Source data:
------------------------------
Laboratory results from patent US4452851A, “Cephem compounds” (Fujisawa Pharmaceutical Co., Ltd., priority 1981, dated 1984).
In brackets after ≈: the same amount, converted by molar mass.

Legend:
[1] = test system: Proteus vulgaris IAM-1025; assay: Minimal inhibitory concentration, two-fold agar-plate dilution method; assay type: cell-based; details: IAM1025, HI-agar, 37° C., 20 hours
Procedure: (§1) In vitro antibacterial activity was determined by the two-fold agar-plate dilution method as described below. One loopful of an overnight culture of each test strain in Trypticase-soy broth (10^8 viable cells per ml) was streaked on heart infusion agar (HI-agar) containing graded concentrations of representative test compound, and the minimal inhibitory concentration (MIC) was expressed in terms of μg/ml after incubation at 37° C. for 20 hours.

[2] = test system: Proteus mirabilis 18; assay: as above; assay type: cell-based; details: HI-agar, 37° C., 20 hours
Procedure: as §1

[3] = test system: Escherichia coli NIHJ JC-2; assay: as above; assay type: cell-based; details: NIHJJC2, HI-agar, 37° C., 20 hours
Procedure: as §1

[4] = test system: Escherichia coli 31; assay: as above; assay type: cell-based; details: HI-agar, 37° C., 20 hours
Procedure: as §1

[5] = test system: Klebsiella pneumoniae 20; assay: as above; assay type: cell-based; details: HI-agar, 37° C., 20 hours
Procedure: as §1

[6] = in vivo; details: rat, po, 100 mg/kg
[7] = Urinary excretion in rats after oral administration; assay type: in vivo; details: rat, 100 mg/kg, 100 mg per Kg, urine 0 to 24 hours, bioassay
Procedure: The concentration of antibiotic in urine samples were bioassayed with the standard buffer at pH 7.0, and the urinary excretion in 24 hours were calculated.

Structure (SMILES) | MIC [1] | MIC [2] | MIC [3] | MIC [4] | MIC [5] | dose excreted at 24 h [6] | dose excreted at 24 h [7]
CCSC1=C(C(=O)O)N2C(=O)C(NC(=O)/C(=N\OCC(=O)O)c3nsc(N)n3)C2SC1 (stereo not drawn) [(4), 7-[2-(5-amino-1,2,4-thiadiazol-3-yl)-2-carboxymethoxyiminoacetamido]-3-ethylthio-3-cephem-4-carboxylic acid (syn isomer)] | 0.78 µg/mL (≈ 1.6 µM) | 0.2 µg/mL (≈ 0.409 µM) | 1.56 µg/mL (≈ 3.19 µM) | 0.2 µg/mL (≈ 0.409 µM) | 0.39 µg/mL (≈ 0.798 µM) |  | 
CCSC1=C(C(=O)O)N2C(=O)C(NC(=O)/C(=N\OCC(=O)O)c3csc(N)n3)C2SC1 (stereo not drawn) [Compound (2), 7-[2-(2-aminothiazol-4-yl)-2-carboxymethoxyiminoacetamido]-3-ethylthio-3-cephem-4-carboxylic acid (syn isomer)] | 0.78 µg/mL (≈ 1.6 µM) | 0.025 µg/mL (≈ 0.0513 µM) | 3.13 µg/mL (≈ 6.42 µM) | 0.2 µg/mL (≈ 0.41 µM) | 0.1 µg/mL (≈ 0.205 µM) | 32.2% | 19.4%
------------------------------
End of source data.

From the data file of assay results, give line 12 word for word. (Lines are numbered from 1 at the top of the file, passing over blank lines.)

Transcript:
[5] = test system: Klebsiella pneumoniae 20; assay: as above; assay type: cell-based; details: HI-agar, 37° C., 20 hours